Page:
‘Generosity has been astounding’: Ben Quilty raises $4 million for Afghan people
28th August 2021

More than $4 million has been raised in a week for the people of Afghanistan after tech billionaires Scott Farquhar and Mike Cannon-Brookes each pledged to match funds raised by artist Ben Quilty.

Mr Quilty’s For Afghanistan campaign initially aimed to raise $30,000 for UNHCR, the UN Refugee Agency, but Mr Cannon-Brookes promised $1 million if the artist raised $1 million from the public.

Artist Ben Quilty, pictured in 2018, is leading a campaign to raise money for the people of Afghanistan.Credit:Wolter Peeters

That target was achieved on Saturday, with Mr Quilty announcing: “We just smashed one million dollars.”

Similar pledges from Mr Farquhar and the Wilson Foundation, a philanthropic organisation headed by financier Geoff Wilson and wife Karen, bolstered the campaign spearheaded by Mr Quilty and supported by the arts community.

“I have been blown away by your generosity and the generosity of my arts community over the last few days has been astounding,” he said on social media.

The fundraising effort comes as a terror attack at Kabul airport ended the chaotic rescue mission for Afghans who helped Australia.

Artist Angus McDonald raised more than $60,000 from the sale of a painting, while author Richard Flanagan has donated a leather-bound copy of his Booker Prize-winning novel The Narrow Road to the Deep North, which has attracted bids up to $11,000 and is still up for auction.

Mr McDonald said the donation of $62,000 from Katrina and Simon Holmes a Court for the painting of Afghan-born Australian lawyer and writer Mariam Veiszadeh pushed the Quilty fundraiser over the $1 million target, triggering the matching donations from the Atlassian co-founders.

“It was a nice moment for them,” Mr McDonald said. “It totally blew me away, beyond expectations but it’s about the saved lives.”

A former official artist for the war in Afghanistan, Mr Quilty said the money raised will provide items such as blankets, food, water, sanitation kits and mobile health care clinics for people in Afghanistan.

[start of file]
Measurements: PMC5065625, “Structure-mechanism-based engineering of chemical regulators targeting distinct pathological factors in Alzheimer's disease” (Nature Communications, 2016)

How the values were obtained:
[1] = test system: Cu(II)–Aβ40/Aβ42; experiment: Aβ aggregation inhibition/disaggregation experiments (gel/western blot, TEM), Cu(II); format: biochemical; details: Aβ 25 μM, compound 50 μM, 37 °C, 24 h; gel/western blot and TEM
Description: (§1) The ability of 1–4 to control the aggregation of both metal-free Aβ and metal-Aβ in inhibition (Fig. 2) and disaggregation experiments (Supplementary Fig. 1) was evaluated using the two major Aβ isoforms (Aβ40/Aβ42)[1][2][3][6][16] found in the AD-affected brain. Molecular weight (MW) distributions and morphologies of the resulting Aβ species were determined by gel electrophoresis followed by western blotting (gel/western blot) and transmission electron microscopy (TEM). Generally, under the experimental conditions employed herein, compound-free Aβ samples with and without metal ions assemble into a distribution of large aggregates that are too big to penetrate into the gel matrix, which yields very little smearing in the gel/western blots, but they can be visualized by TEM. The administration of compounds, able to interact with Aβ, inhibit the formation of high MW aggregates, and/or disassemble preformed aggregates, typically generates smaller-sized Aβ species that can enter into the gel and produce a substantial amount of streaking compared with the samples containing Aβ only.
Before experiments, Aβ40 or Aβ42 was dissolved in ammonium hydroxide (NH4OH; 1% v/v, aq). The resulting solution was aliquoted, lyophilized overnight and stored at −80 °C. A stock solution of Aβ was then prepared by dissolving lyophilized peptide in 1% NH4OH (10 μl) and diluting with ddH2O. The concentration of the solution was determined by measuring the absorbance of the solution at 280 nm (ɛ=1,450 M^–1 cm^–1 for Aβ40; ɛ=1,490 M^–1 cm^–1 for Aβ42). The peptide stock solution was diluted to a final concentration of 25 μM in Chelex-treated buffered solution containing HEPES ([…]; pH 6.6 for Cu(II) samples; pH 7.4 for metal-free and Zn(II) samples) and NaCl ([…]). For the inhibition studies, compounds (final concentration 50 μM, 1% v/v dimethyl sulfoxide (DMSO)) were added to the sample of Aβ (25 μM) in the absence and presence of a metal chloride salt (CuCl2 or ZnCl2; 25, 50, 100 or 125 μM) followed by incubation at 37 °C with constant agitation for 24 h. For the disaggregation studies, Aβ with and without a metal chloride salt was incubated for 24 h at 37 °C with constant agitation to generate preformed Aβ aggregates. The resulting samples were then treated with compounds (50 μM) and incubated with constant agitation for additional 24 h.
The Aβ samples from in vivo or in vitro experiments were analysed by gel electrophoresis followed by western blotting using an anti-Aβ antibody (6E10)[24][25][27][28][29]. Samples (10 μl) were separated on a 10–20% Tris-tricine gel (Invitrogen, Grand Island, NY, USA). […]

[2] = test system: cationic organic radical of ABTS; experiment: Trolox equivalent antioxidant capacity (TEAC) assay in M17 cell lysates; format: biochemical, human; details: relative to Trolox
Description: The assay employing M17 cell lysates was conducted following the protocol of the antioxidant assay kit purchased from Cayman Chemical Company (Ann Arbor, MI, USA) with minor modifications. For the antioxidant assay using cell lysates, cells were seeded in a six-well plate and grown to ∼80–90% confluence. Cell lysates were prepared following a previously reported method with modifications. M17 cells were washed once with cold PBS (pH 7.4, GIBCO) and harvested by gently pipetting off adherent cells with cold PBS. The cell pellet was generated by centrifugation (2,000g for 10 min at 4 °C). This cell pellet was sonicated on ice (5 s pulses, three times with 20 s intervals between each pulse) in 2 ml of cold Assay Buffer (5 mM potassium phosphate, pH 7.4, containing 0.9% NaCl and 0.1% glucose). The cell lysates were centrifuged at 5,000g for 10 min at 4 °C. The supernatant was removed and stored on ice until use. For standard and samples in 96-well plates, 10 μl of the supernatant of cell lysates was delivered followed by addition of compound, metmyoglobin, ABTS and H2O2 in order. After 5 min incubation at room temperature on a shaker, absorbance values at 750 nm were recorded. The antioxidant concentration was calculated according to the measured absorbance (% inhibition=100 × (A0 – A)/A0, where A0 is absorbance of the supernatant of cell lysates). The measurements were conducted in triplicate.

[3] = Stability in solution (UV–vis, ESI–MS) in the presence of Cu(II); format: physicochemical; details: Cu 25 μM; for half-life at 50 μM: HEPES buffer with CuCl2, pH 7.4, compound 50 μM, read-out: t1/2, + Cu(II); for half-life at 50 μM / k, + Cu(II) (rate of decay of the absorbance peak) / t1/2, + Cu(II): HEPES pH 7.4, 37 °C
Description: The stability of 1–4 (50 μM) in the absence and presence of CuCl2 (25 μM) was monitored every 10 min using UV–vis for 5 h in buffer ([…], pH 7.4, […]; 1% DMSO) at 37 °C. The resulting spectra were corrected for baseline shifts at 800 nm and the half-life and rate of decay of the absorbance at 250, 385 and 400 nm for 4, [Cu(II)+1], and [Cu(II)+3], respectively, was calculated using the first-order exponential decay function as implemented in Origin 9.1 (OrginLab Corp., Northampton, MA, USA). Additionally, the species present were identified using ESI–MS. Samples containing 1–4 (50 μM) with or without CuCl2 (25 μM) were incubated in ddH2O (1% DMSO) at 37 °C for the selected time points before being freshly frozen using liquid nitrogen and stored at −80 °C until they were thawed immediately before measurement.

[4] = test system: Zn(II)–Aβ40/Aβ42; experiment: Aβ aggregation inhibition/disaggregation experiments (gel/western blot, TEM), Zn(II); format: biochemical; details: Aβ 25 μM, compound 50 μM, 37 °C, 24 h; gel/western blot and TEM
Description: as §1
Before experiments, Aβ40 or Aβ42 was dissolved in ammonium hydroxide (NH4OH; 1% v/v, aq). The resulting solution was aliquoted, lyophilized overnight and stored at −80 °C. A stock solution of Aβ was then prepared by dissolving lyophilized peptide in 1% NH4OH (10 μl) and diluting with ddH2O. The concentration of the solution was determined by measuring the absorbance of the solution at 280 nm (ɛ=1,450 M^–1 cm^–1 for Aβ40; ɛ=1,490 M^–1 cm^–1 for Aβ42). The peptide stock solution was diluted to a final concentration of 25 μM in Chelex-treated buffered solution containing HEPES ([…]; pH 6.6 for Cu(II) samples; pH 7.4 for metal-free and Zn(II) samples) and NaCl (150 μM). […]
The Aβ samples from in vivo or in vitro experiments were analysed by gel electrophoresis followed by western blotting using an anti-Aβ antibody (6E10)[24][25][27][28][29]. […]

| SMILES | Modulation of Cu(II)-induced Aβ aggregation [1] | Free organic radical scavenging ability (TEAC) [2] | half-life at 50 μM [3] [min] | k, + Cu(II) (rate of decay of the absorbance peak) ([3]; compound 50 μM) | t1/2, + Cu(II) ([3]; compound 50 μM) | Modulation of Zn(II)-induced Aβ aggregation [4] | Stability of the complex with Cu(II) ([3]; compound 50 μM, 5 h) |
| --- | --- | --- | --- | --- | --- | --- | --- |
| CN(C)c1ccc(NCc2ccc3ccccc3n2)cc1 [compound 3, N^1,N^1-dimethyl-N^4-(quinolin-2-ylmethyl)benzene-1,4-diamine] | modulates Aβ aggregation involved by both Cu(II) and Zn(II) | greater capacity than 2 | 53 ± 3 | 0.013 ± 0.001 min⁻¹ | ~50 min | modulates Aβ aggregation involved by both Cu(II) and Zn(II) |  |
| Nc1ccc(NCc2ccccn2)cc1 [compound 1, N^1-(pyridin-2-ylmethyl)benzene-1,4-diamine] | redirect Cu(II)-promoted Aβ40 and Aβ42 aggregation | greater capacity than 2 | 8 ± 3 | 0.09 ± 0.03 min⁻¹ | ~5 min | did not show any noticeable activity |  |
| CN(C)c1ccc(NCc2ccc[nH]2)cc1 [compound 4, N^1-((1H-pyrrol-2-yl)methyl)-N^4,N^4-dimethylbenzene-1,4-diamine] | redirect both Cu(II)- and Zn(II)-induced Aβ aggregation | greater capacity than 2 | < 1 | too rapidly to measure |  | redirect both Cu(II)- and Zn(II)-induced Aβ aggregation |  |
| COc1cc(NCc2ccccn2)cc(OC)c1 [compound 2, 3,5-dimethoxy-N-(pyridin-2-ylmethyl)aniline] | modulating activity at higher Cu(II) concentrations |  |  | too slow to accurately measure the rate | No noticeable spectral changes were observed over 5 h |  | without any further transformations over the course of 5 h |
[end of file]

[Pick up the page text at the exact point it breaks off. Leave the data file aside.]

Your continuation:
The UNHCR also plays an important role in lobbying for women’s rights and the safe passage and housing of more than half a million refugees in Afghanistan, he said.

Mr Quilty said he had been increasingly alarmed by the situation in Afghanistan since the fall of Tarin Kowt, where Australian soldiers had been based.

“That was where so many Australians were killed, but also built schools for little girls and protected and liberated communities,” he said.

He had felt moments of utter fury towards the Morrison government, “but also equally moments of adulation and respect towards the Australian people”.

“I’ve sensed in the past week how people will actually offer the support and aid and compassion our government is pretty incapable of doing,” he said.

Apart from fundraising, more than 2500 artists have also called on the Australian government to protect fellow artists, scholars, writers and marginalised groups whose lives and civil freedoms are at risk.

Backed by the peak body for artists, National Association for the Visual Arts (NAVA), “in solidarity with the people of Afghanistan”, the statement requests the Morrison government increase and extend its humanitarian support to those “whose lives and creative expression cannot continue under this violent takeover of the country”.

It acknowledges the damage wrought on heritage and cultural when the Taliban last ruled Afghanistan. “The Taliban destroyed and looted museums and galleries, libraries, universities, destroyed historical and cultural landmarks by force, banned music and silenced diversity of thought. All forms of creative and cultural expression vanished, disrupting the maintenance and sharing of Afghan cultures.”

As of Saturday, there had been 2500 signatories, and another 494 that supported the letter anonymously.

The Australian War Memorial, the 4A centre for Contemporary Art, Australian Catholic University, the Casula Powerhouse Art Centre, and Belvoir St Theatre are among a diverse group of organisations to sign up.

Individual signatories included acclaimed Indigenous artist Abdul Abdullah and actor Meyne Wyatt, who won the Packing Room Prize 2020 with his first entry to the Archibald Prize.

Notably, artist and filmmaker George Gittoes, who founded the Yellow House arts centre in Jalalabad, left to return to Afghanistan on Wednesday. “I am optimistic about getting continuing support for the Yellow House and its artists from the Taliban and am returning to discuss the future with them,“′ he said. “I am hopeful and relaxed about it.”

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